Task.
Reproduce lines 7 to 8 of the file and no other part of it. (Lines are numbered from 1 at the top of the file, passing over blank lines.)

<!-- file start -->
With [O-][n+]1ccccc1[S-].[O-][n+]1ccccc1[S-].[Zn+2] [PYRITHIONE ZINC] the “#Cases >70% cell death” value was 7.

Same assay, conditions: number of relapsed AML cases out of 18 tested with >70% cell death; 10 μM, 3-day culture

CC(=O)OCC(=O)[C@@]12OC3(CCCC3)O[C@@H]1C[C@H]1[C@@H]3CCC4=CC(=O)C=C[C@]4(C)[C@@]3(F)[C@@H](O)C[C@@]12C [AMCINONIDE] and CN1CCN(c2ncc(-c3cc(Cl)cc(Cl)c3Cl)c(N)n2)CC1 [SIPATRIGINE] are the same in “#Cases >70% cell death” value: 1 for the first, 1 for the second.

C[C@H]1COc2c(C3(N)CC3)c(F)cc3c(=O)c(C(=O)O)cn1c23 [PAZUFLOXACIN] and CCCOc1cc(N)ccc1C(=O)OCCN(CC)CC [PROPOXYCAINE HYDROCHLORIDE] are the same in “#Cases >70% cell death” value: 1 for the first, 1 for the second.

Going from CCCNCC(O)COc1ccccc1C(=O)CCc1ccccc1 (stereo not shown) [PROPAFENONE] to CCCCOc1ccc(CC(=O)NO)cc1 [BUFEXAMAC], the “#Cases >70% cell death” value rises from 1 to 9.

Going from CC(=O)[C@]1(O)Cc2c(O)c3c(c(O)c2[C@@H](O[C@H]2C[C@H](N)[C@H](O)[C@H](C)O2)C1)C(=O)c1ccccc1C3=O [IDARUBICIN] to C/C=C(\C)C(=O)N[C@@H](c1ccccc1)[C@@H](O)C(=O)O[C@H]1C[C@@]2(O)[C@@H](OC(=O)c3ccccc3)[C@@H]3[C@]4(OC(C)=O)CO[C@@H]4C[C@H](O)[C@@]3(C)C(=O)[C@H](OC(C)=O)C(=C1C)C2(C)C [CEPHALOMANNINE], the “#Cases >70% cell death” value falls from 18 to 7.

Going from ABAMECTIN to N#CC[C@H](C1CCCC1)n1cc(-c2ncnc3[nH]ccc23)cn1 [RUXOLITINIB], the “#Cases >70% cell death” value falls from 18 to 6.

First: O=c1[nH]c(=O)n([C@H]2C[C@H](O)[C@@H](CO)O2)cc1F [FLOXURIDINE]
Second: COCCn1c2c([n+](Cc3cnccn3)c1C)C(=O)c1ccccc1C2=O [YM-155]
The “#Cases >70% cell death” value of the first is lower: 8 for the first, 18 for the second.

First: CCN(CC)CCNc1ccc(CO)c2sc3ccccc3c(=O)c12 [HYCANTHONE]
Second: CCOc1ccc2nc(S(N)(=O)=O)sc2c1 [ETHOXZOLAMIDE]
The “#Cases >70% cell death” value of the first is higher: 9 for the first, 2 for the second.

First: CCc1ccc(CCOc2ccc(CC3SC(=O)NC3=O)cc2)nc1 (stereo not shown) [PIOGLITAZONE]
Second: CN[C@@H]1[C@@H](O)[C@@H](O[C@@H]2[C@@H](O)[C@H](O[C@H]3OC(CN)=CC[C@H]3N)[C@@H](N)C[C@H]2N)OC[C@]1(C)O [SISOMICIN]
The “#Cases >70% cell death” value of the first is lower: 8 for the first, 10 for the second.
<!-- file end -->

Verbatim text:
Going from ABAMECTIN to N#CC[C@H](C1CCCC1)n1cc(-c2ncnc3[nH]ccc23)cn1 [RUXOLITINIB], the “#Cases >70% cell death” value falls from 18 to 6.

First: O=c1[nH]c(=O)n([C@H]2C[C@H](O)[C@@H](CO)O2)cc1F [FLOXURIDINE]